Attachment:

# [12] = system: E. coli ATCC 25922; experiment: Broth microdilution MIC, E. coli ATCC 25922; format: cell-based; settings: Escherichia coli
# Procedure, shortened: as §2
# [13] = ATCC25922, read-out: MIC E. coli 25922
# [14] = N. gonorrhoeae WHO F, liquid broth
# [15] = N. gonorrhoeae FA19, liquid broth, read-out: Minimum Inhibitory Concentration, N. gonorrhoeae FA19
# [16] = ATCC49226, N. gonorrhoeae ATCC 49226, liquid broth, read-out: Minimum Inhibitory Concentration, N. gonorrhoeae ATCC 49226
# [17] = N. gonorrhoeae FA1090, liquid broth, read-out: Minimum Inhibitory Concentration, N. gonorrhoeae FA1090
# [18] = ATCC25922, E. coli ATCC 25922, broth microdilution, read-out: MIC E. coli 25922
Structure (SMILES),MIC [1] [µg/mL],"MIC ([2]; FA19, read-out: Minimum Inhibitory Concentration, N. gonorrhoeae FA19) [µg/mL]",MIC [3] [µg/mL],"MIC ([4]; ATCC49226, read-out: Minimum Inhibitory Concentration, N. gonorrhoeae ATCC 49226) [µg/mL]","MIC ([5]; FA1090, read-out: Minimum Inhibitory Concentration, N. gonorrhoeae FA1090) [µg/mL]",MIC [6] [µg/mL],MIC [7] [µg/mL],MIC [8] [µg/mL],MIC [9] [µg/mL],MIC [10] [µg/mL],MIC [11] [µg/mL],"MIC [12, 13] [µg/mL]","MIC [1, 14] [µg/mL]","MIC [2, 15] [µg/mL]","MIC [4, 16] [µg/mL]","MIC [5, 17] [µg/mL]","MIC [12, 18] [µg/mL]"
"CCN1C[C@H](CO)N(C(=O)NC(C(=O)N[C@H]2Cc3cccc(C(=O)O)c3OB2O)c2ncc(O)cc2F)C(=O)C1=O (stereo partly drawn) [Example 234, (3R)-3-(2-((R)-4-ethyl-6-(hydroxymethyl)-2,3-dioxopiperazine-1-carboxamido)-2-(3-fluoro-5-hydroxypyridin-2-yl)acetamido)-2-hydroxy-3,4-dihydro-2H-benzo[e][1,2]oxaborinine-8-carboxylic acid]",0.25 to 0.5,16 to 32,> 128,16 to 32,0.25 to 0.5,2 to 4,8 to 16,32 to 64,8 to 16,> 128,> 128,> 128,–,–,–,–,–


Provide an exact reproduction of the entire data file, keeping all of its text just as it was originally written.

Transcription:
# [12] = system: E. coli ATCC 25922; experiment: Broth microdilution MIC, E. coli ATCC 25922; format: cell-based; settings: Escherichia coli
# Procedure, shortened: as §2
# [13] = ATCC25922, read-out: MIC E. coli 25922
# [14] = N. gonorrhoeae WHO F, liquid broth
# [15] = N. gonorrhoeae FA19, liquid broth, read-out: Minimum Inhibitory Concentration, N. gonorrhoeae FA19
# [16] = ATCC49226, N. gonorrhoeae ATCC 49226, liquid broth, read-out: Minimum Inhibitory Concentration, N. gonorrhoeae ATCC 49226
# [17] = N. gonorrhoeae FA1090, liquid broth, read-out: Minimum Inhibitory Concentration, N. gonorrhoeae FA1090
# [18] = ATCC25922, E. coli ATCC 25922, broth microdilution, read-out: MIC E. coli 25922
Structure (SMILES),MIC [1] [µg/mL],"MIC ([2]; FA19, read-out: Minimum Inhibitory Concentration, N. gonorrhoeae FA19) [µg/mL]",MIC [3] [µg/mL],"MIC ([4]; ATCC49226, read-out: Minimum Inhibitory Concentration, N. gonorrhoeae ATCC 49226) [µg/mL]","MIC ([5]; FA1090, read-out: Minimum Inhibitory Concentration, N. gonorrhoeae FA1090) [µg/mL]",MIC [6] [µg/mL],MIC [7] [µg/mL],MIC [8] [µg/mL],MIC [9] [µg/mL],MIC [10] [µg/mL],MIC [11] [µg/mL],"MIC [12, 13] [µg/mL]","MIC [1, 14] [µg/mL]","MIC [2, 15] [µg/mL]","MIC [4, 16] [µg/mL]","MIC [5, 17] [µg/mL]","MIC [12, 18] [µg/mL]"
"CCN1C[C@H](CO)N(C(=O)NC(C(=O)N[C@H]2Cc3cccc(C(=O)O)c3OB2O)c2ncc(O)cc2F)C(=O)C1=O (stereo partly drawn) [Example 234, (3R)-3-(2-((R)-4-ethyl-6-(hydroxymethyl)-2,3-dioxopiperazine-1-carboxamido)-2-(3-fluoro-5-hydroxypyridin-2-yl)acetamido)-2-hydroxy-3,4-dihydro-2H-benzo[e][1,2]oxaborinine-8-carboxylic acid]",0.25 to 0.5,16 to 32,> 128,16 to 32,0.25 to 0.5,2 to 4,8 to 16,32 to 64,8 to 16,> 128,> 128,> 128,–,–,–,–,–